Sunblock and your baby - Please be careful in the sun
I recommend choosing a "physical" or "chemical-free" sunscreen made with zinc oxide or titanium dioxide. (I also suggest keeping a baby younger than 6 months out of the sun altogether whenever possible. When that's not feasible, be sure to protect your young baby with sunscreen.)
Zinc oxide and titanium dioxide sit on top of the skin, forming a barrier against the sun's rays. Sunscreens with zinc oxide or titanium dioxide start protecting as soon as you put them on.
Chemical products, on the other hand, need to be slathered on 15 to 30 minutes in advance to give the skin time to absorb them. They may cause irritation or allergic reactions because the skin absorbs the active ingredients.
There's no evidence that chemical sunscreens are dangerous or toxic, but we just don't know enough yet about how young children react to the ingredients.
If you do use a chemical-based sunscreen, do a patch test first to make sure your child won't have a reaction to it. Apply a small amount to the inside of the upper arm. If your child develops a rash or redness at the site by the next day, choose another formula instead.
You may have heard you should look for a "broad-spectrum" product that protects against both UVA and UVB rays. Any sunscreen that contains the physical blocker zinc oxide or titanium dioxide will do this.
The sun protection factor (SPF) should be at least 15, but you generally don't need to go higher than 30: Over than that and you're getting smaller and smaller amounts of added protection – which, in a chemical sunscreen, means a higher dose of unwanted chemicals.
It's fine to use a "children's" sunscreen, but don't go out of your way to buy one of these. They're usually not different from the adult versions.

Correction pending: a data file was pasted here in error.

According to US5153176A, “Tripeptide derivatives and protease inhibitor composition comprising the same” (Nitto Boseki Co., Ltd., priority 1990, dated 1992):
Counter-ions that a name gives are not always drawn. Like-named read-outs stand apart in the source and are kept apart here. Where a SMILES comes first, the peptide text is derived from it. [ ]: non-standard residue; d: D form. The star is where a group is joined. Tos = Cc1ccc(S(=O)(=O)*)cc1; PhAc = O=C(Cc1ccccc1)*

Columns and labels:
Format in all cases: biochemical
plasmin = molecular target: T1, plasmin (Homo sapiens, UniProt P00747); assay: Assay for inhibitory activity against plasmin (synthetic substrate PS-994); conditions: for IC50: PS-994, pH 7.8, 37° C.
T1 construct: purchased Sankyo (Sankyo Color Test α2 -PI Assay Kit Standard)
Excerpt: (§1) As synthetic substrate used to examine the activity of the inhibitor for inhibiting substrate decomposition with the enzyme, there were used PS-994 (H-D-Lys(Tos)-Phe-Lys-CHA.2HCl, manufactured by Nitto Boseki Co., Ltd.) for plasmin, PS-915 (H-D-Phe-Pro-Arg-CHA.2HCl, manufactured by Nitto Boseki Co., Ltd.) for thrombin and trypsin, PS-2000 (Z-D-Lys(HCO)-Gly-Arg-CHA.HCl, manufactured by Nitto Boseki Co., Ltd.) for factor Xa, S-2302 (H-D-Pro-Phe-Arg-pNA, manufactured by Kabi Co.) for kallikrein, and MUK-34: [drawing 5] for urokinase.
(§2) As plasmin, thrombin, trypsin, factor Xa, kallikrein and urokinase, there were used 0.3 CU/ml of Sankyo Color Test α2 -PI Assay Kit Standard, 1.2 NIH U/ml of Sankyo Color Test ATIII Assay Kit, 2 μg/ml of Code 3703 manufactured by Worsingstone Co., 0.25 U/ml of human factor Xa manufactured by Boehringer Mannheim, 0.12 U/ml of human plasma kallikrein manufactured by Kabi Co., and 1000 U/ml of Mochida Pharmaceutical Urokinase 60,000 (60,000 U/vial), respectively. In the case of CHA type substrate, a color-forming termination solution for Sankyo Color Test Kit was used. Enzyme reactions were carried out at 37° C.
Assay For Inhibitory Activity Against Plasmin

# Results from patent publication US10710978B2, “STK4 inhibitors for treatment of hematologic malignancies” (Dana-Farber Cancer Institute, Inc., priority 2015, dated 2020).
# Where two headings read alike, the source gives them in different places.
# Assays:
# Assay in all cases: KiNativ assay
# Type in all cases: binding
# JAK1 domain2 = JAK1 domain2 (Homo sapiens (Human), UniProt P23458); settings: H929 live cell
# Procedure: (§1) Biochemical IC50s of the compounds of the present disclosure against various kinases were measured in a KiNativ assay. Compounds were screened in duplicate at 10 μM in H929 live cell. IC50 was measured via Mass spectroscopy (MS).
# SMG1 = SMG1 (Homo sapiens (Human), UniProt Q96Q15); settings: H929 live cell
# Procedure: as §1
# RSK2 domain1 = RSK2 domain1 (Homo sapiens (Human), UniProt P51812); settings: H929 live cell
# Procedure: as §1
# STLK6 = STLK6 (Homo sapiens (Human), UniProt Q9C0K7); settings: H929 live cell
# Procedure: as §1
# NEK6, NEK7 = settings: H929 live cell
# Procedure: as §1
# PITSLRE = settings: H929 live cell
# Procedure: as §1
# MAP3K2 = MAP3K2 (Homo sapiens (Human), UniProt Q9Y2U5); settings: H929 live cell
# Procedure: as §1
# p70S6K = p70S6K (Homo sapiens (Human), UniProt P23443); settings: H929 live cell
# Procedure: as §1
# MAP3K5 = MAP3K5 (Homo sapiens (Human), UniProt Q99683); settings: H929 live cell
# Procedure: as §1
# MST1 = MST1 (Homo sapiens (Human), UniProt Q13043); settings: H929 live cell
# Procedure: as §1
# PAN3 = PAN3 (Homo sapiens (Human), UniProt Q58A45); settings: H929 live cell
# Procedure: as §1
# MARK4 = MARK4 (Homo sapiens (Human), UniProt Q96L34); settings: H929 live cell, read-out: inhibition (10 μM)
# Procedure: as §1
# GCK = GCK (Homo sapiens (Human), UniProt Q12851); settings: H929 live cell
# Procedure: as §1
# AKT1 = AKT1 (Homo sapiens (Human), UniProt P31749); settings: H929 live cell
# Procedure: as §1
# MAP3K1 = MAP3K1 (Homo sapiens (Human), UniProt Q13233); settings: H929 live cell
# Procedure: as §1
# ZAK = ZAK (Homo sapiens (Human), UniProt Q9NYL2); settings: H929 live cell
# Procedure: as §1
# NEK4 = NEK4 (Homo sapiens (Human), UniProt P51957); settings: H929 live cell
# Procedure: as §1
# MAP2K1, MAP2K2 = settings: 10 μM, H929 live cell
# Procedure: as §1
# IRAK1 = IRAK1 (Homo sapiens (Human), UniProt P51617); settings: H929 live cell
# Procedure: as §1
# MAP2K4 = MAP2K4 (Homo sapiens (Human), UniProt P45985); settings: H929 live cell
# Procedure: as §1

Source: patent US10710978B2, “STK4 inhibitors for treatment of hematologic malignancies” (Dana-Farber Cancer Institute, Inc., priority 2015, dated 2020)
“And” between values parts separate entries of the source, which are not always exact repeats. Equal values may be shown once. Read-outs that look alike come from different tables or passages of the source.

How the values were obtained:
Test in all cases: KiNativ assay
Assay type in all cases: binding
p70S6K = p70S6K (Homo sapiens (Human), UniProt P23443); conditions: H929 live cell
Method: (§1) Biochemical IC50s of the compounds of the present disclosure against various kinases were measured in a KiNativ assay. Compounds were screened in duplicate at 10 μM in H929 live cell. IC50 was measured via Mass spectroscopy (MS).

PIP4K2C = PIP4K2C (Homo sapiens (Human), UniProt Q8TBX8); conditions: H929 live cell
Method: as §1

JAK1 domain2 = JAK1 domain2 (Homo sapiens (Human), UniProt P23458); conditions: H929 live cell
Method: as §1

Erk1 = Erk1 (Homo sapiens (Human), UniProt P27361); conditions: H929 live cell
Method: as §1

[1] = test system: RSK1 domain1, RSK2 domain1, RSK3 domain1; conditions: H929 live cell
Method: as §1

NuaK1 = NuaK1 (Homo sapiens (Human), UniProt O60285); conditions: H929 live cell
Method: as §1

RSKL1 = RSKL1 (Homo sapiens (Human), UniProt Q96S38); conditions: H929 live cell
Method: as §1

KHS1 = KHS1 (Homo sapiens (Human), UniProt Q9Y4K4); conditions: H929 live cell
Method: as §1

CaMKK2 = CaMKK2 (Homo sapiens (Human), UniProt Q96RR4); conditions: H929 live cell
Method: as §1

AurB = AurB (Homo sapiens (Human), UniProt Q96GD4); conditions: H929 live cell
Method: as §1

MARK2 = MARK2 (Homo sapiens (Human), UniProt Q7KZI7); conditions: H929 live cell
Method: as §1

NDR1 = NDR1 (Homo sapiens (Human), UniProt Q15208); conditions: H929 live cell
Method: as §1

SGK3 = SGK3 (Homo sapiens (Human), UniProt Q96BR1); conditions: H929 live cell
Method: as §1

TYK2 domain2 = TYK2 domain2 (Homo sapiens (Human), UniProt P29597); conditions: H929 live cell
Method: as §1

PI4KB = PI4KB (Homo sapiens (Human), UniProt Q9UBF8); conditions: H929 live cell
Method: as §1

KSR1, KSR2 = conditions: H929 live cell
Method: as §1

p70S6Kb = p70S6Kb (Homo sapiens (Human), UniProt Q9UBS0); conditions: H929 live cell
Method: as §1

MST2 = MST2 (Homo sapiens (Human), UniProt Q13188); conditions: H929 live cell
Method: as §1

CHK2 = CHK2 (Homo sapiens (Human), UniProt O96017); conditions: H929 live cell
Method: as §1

Lay the sunscreen on thickly, making sure every part of your child's body gets a good coating. Pay special attention to burn-prone areas like the ears, nose, back of the neck, and shoulders. Some sunscreens have a bright tint when you apply them and then fade to clear in a few minutes, making it easier to tell if you're covering every inch of your child's vulnerable skin.
Reapply sunscreen often. Waterproof sunscreens may be slightly hardier than other products, but don't trust a label that promises to protect for eight hours. That's only accurate if your child stays perfectly still for the whole day! In the real world he'll need more sunscreen every two hours or every time he gets wet or is dried off with a towel.
Note that while zinc oxide and titanium dioxide are typically known as "sunblocks," other sunscreens (whether based on chemicals or on ingredients that physically block the sun) may also have the word "sunblock" on the label. The best way to know what you're getting is to check the label for ingredients.
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